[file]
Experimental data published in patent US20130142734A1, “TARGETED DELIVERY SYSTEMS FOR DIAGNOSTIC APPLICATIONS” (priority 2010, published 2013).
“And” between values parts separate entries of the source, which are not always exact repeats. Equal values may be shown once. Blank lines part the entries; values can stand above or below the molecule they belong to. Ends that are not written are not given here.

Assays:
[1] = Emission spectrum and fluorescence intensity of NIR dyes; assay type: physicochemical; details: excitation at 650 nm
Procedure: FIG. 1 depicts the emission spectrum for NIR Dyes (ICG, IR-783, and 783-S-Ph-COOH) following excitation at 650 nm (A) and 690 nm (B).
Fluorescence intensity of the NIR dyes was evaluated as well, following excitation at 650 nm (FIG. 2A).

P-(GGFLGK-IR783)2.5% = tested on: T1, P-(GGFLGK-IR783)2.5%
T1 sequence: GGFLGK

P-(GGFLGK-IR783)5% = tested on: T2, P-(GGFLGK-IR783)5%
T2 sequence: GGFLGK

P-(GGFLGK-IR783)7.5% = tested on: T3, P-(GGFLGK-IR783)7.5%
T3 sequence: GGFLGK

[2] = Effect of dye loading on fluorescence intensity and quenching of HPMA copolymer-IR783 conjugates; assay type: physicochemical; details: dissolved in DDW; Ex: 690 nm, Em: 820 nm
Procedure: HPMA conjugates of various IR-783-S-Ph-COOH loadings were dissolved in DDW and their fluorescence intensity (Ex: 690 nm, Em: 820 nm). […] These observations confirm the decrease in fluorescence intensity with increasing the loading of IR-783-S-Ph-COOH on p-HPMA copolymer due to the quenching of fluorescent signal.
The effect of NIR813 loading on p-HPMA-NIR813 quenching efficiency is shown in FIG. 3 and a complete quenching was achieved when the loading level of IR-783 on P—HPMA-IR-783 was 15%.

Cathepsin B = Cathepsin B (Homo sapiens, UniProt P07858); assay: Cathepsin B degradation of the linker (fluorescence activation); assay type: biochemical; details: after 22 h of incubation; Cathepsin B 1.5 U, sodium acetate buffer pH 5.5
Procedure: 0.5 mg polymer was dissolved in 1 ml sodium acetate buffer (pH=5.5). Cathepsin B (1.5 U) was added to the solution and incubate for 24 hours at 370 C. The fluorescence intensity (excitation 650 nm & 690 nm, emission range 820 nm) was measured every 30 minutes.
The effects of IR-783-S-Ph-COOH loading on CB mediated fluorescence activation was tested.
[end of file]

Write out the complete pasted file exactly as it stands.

Experimental data published in patent US20130142734A1, “TARGETED DELIVERY SYSTEMS FOR DIAGNOSTIC APPLICATIONS” (priority 2010, published 2013).
“And” between values parts separate entries of the source, which are not always exact repeats. Equal values may be shown once. Blank lines part the entries; values can stand above or below the molecule they belong to. Ends that are not written are not given here.

Assays:
[1] = Emission spectrum and fluorescence intensity of NIR dyes; assay type: physicochemical; details: excitation at 650 nm
Procedure: FIG. 1 depicts the emission spectrum for NIR Dyes (ICG, IR-783, and 783-S-Ph-COOH) following excitation at 650 nm (A) and 690 nm (B).
Fluorescence intensity of the NIR dyes was evaluated as well, following excitation at 650 nm (FIG. 2A).

P-(GGFLGK-IR783)2.5% = tested on: T1, P-(GGFLGK-IR783)2.5%
T1 sequence: GGFLGK

P-(GGFLGK-IR783)5% = tested on: T2, P-(GGFLGK-IR783)5%
T2 sequence: GGFLGK

P-(GGFLGK-IR783)7.5% = tested on: T3, P-(GGFLGK-IR783)7.5%
T3 sequence: GGFLGK

[2] = Effect of dye loading on fluorescence intensity and quenching of HPMA copolymer-IR783 conjugates; assay type: physicochemical; details: dissolved in DDW; Ex: 690 nm, Em: 820 nm
Procedure: HPMA conjugates of various IR-783-S-Ph-COOH loadings were dissolved in DDW and their fluorescence intensity (Ex: 690 nm, Em: 820 nm). […] These observations confirm the decrease in fluorescence intensity with increasing the loading of IR-783-S-Ph-COOH on p-HPMA copolymer due to the quenching of fluorescent signal.
The effect of NIR813 loading on p-HPMA-NIR813 quenching efficiency is shown in FIG. 3 and a complete quenching was achieved when the loading level of IR-783 on P—HPMA-IR-783 was 15%.

Cathepsin B = Cathepsin B (Homo sapiens, UniProt P07858); assay: Cathepsin B degradation of the linker (fluorescence activation); assay type: biochemical; details: after 22 h of incubation; Cathepsin B 1.5 U, sodium acetate buffer pH 5.5
Procedure: 0.5 mg polymer was dissolved in 1 ml sodium acetate buffer (pH=5.5). Cathepsin B (1.5 U) was added to the solution and incubate for 24 hours at 370 C. The fluorescence intensity (excitation 650 nm & 690 nm, emission range 820 nm) was measured every 30 minutes.
The effects of IR-783-S-Ph-COOH loading on CB mediated fluorescence activation was tested.